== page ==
Virtue’s Last Reward

Virtue's Last Reward / 極限脱出ADV 善人シボウデス (Kyokugen Dasshutsu ADV: Zennin Shibou Desu) - Vita, 3DS, Windows, PlayStation 4, Xbox One (2016)

This entry is part 2 of 3 in the series Zero Escape

Virtue’s Last Reward is the sequel of 999: Nine Hours, Nine Persons, Nine Doors. The original game was a visual novel with escape rooms, with a premise rooted in horror (nine people are kidnapped to play a game under the threat of exploding) and had six endings, with many shocking twists to unravel. The game gained a cult following in the US, so much that recent histories identify this game (along with Phoenix Wright and Ghost Trick) as the beginning of the explosion of the popularity of Japanese adventure games and visual novels in the West. Because of this, even though 999 had lost money in Japan, Spike Chunsoft eventually greenlighted a sequel from Kotaro Uchikoshi. However, their market research on 999 identified the horror theme as a turnoff for Japanese audiences, and the decision was made to refocus the sequel into a sci-fi theme.

Virtue’s Last Reward has the same concept of a deadly game, escape rooms, and lots of twists and meta-twists. The game came out for 3DS, PSVita, and later PC (sold as a bundle on Steam with 999). Although not quite as masterful in its execution as 999, it’s an extremely interesting game, very well written, full of great ideas and very cool moments.



The game’s protagonist, a college student. Ostensibly a good guy, generally honest but not very assertive; sometimes inappropriate with women.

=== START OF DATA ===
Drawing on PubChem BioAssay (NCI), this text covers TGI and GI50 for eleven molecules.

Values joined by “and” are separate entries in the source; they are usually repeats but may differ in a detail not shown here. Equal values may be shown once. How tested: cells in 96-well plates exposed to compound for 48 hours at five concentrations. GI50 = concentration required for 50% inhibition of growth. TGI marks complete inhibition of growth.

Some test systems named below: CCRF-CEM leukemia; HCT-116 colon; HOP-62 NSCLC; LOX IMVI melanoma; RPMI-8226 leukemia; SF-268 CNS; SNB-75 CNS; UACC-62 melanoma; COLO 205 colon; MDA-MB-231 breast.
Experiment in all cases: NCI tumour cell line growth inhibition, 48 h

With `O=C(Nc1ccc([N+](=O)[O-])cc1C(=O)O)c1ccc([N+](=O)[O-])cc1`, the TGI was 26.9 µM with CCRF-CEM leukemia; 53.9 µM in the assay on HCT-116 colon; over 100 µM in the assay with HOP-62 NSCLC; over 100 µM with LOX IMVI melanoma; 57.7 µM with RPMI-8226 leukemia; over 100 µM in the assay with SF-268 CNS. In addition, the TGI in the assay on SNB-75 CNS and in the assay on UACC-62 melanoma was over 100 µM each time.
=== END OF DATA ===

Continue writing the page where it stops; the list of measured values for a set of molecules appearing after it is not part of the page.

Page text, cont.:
She is direct to the point of abrasiveness, always serious, and extremely smart. Her and Sigma will have a natural, if unusual, bond.


A very driven woman focused on her own survival; she keeps her cards close to her chest and is a bit of a dark horse.


This nurse is kindness incarnate, soft-spoken and always striving for peace and cohesion.


Nobody really likes Dio. He is very confident and outwardly antagonistic, rubbing everyone the wrong way even when he is right.


A very young boy, very smart for his age, and a never-give-up attitude.


A grumpy old man who doesn’t trust anyone and keeps to himself. Has raised Quark all his life.


Slightly older than in 999, she is the only one that has been in a Nonary Game before. Knows more than she lets on, and does not trust others easily.


A man wearing steel armor that cannot be taken off; he has no memory of who he is/was and why he is in the armor. Kind, thoughtful, and cordial nonetheless.

Zero III

Although the real Zero kidnapped everyone and set up the Nonary Game, the players only ever interact with Zero III, an AI appearing as a rabbit with an extremely annoying voice.